Chancellor Kent Syverud Addresses University in 2017 Winter Message
January 18. 2017
With Syracuse University set to celebrate its sesquicentennial in just three short years, Chancellor Kent Syverud sees this as an opportune moment to reflect on the University’s history and its future in the context of the country and the world.
A standing-room only crowd gathered in the Milton Atrium in the Life Sciences Complex to listen as the Chancellor updated the University community on a number of University initiatives. He also addressed recent issues and accomplishments—and noted how the University will soon celebrate another milestone, its 150th year in 2020.
The Chancellor was introduced by Student Association President Eric Evangelista ’17, who referenced many of the University initiatives that students have become engaged in over the past year.
During his remarks, Chancellor Syverud addressed the following areas:
• the University’s centennial in 1970 and lessons learned from our history;
• the University’s values;
• finances of the University and funding the Academic Strategic Plan;
• new University leadership and shared governance;
• free speech, promotion and tenure, the Campus Climate Survey, and sexual and relationship violence;
• inclusion and policies of the new national administration;
• community engagement initiatives;
• a new enrollment strategy; and
• the creation of a Universitywide planning group to guide the efforts to mark the University’s sesquicentennial year.
To watch the Chancellor’s full remarks via video, click here. Below are the Chancellor’s remarks as delivered.
Chancellor’s Message to the Community
Good Afternoon. Thank you for being here on this wet day.
Thank you Eric, for your introduction and for your leadership this year of the Student Association.
I would like to begin by acknowledging with respect the Onondaga Nation, the indigenous people on whose ancestral lands Syracuse University now stands.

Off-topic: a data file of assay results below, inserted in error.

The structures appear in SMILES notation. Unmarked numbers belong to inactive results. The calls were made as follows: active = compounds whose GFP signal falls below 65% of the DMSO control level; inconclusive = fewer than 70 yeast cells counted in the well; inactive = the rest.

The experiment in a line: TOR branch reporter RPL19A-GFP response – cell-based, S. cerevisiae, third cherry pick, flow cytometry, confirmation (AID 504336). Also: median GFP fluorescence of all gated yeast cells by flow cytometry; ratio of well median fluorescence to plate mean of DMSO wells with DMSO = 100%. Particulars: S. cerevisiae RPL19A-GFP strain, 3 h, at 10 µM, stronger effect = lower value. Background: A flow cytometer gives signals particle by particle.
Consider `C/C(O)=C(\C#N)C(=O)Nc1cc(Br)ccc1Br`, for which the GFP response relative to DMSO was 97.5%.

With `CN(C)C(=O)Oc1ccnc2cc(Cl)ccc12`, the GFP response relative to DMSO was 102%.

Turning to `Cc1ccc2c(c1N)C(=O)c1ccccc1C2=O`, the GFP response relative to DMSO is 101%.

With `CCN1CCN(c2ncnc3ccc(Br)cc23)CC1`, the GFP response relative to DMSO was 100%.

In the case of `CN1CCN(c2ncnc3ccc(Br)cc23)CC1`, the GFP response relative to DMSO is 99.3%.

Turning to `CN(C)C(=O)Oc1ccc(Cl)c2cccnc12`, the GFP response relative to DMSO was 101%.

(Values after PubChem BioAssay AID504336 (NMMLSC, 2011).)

It is the start of a new semester. It is the start of a new calendar year, and, later this week, it will be the start of a new administration in Washington.
Our university, founded in 1870, has seen a lot of new things over its long history. Most countries in the United Nations are younger than our University.
Since 1870, during the service of 26 U.S. Presidents and 12 Chancellors, Syracuse University has set its own course, defined its own values, and built a place that, when it is at its best, has been uniquely good.
Three years from now, in 2020, our University will start celebrating its sesquicentennial year, our 150th birthday. It is not too early for us to look forward to that celebration, and to ask of our whole community how we want to prepare and what we want to celebrate. Those are questions that require us to be acutely aware of where our University and country and world are right now. The questions also require understanding of our own University’s history.
I spent time over the holidays immersing myself again in that history. It is really amazing how many things Syracuse has done first or differently or better than anyone, transforming lives and leading in ideas in so many disciplines. There are so many Syracuse stories that need to be told more widely in an age where Syracuse values would help the world.
One question I asked myself over the holidays was how Syracuse University celebrated its Centennial in 1970, almost fifty years ago.
The answer is that the University had centennial lecture series with famous public figures, centennial symposia on current issues in many schools and colleges, and centennial art installations and concerts, including in Carnegie Hall. Both a centennial medal award and a set of centennial scholarships for students were created. A centennial time capsule was filled with memorabilia. I am not yet sure where it was buried.
Our centennial year was also marked by an intense debate and argument between some students and members of the Board of Trustees about governance of the University. And the students of the day, including the Daily Orange, urged that the University celebrate the centennial in a different way, by finally building a student center, which Syracuse had never had. The Schine student center was the eventual result.